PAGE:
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At your service

1 Mar 10

Serviced offices with short leases and flexible space are perfect for start-ups looking for a ready-made ‘home'

by Gary Atkinson

For small enterprises such as start-ups, the thought of forking out for premises and the kit to fill it can be a daunting and expensive prospect. But there is one way of avoiding such an expensive initial outlay – using a serviced office.

These facilities are already kitted-out with everything a business will need. You could turn up on day one with nothing more than a laptop per person if you have embraced the concept of the paperless office.

Also, you’re not locked into a lengthy lease. While it’s typically between five to ten years for a conventional landlord, with a serviced arrangement, a “licence to occupy” typically starts from one month.

Innes Chalmers CA, finance director of Abbey Business Centres, explains: “We ask for just two months rent up front. If you were paying rent of £1m a year to a conventional landlord, you could be expected to pay your bank up to £100,000 a year for a guarantee letter.”

Chalmers also points that most serviced offices are flexible. If your business grows, so can the space.

Comparing the cost of space, the serviced option can appear two-to-three times as expensive as a conventional lease. But then the likes of business rates and utilities are included, as are shared services, such as reception staff, and shared spaces such as toilets and kitchens. Chalmers adds: “Also, many landlords impose expensive service charges which are apportioned out between tenants – your serviced office provider is in a stronger position to negotiate these to a reasonable amount.”

Chalmers admits that serviced offices aren’t for every business. The offices are, however, particularly suited to start-ups and SMEs, which can budget more easily with monthly fees, instead of paying quarterly up front. They are also handy for large companies, for short-term projects, or to maintain the momentum of the business’s growth. For example, Shell recently hired space from Abbey to get an initiative started quickly rather than waiting for appropriate conventional space to become available.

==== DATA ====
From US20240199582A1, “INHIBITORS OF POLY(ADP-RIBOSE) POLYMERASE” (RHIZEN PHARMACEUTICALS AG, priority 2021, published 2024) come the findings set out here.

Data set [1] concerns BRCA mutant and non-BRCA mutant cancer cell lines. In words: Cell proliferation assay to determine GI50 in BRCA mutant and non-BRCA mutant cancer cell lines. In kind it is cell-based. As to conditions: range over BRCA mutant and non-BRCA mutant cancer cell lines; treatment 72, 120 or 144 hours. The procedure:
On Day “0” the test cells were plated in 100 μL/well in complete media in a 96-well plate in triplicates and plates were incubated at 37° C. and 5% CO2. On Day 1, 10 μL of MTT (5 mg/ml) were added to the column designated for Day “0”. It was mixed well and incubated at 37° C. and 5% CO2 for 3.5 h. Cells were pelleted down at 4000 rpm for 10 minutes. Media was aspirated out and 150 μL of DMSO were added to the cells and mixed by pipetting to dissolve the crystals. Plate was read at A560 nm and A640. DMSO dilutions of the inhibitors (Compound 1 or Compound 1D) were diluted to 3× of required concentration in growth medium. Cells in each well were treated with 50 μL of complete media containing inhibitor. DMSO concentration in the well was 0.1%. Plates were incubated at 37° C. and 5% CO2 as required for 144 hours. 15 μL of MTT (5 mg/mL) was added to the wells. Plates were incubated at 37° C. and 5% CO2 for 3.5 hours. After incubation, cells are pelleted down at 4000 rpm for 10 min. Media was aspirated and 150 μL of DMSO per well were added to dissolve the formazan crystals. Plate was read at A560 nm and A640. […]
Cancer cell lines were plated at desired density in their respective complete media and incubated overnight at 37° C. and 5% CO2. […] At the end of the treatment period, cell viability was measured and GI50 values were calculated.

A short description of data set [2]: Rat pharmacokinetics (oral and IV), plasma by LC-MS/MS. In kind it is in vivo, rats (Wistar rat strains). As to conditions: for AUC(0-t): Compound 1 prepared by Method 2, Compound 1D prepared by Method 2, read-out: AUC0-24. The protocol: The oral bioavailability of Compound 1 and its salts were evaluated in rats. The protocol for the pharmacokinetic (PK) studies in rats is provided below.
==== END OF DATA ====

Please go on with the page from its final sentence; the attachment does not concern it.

The downside of using some serviced office providers was acutely demonstrated in January, when EasyOffice decided to close its doors in Glasgow, and gave its tenants just ten days to vacate.

The Business Centre Association (BCA), which represents serviced offices (but not EasyOffice) says it works to avoid this type of scenario with its members.

Jennifer Brooke, executive director of the BCA, says: “We give occupiers greater assurance that they will be treated fairly at our member locations through tight adherence to our code of conduct. Insufficient notice, as is the case in the EasyOffice scenario, would fall outside the framework of principles that we endeavour to adopt at all times. Any member that breached the code could be suspended and ultimately have their membership terminated.”

Although there used to be a stigma attached to serviced offices, Chalmers believes this is no longer the case. “Attitudes are changing, particularly for short-term requirements, and the figures stack up,” he says.

He also points out that serviced offices help their occupiers play to their strengths. “A consultant wants to be using as much of his brain power focusing on his service, not on dealing with leaky pipes.”

GARY ATKINSON is an editorial executive with Connect Comunications.

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